Anyone that struggles with weight would much rather blame their genetic makeup than their eating habits. While heredity plays a role, weight loss is based on simple math- calories in must be less than calories out. Although there is some truth to the concept of weight loss and heredity, long-term or permanent weight management goes beyond your genes.
Here are some factors and tips to consider for permanent weight control.
Metabolism. Everyone has a fixed metabolic rate that determines our rate to burn calories while at rest. Known as the basal metabolic rate, every person will burn calories differently based on their body. Age, gender, and muscle mass all play a role in the rate you burn calories.
Brown fat theory. It is difficult to discuss the concept of weight loss and heredity without addressing the brown adipose (fat) theory or BAT. BAT was first recognized in 1949 by two researchers, Bawcett & Jones (Bray, 2009). The concept behind BAT was that this type of tissue was rich with mitochondria which produced the brown color. Mitochondria are considered the powerhouse of all living cells and produce much of the activity. The challenge to the theory is that lower mammal forms were studied, specifically during hibernation. In humans, our BAT disappears in the infant stage.
Birth order. There are some experts that believe that younger children are fatter than older siblings. While the research is inconclusive, your weight and where you rank on the sibling scale may have more to do with your environment than your genes. Environment plays a significant role in weight management. Culture, physical layout of your home, and health beliefs you were exposed to growing up, are but a few factors that impact your weight in relation to your environment.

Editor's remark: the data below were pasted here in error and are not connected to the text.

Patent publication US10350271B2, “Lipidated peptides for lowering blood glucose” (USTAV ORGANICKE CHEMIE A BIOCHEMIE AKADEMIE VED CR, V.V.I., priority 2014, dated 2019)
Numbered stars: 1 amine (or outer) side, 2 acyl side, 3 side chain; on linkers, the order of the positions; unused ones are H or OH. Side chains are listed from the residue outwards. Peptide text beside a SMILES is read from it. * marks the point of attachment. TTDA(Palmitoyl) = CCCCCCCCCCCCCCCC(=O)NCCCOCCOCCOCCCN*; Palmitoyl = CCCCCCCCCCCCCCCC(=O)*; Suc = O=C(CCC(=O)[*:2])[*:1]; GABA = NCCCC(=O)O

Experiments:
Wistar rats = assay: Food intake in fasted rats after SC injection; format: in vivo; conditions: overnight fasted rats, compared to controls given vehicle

Tips to Lose Weight.
You now have a better understanding of weight loss and heredity. Here are some tips to help you succeed with your weight loss and weight management goals in 2012 and beyond.
Increase your muscle mass to lose weight and keep it off.
While you may not be able to change your age or gender, you can change your muscle mass. Muscles are lean active tissue that burn more calories than fat. Practicing strength training to build your muscles along with aerobic exercise helps you burn more calories. More importantly, muscles help you burn more calories around the clock, not just when you are working out. Burning more calories aids weight loss quickly. Also, while diet and exercise are important to lose weight, studies show that consistent exercise is the secret to keeping your weight off.
Create a healthy environment.
While your health choices as a child impacted your current lifestyle, as an adult you can make decisions to change your environment to improve your health. Making simple changes to your home and current habits such as removing tempting foods to make room for healthy ones, exercising while watching television or introducing new holiday traditions with better food choices are simple ways to improve your health.
If you've lost weight in your life, you're probably an expert at dieting. The key to improving your health is to learn to lose weight and keep it off. Simple, daily changes to healthy habits and choices are the secrets behind locking in those lifestyle changes that are key to permanent weight management. Although weight loss and heredity plays a minor role, keeping your weight off and improving your health is dependent on your actions!
Reference: Bray, G. (2009). Obesity: Science to practices. John Wiley & Sons, Ltd.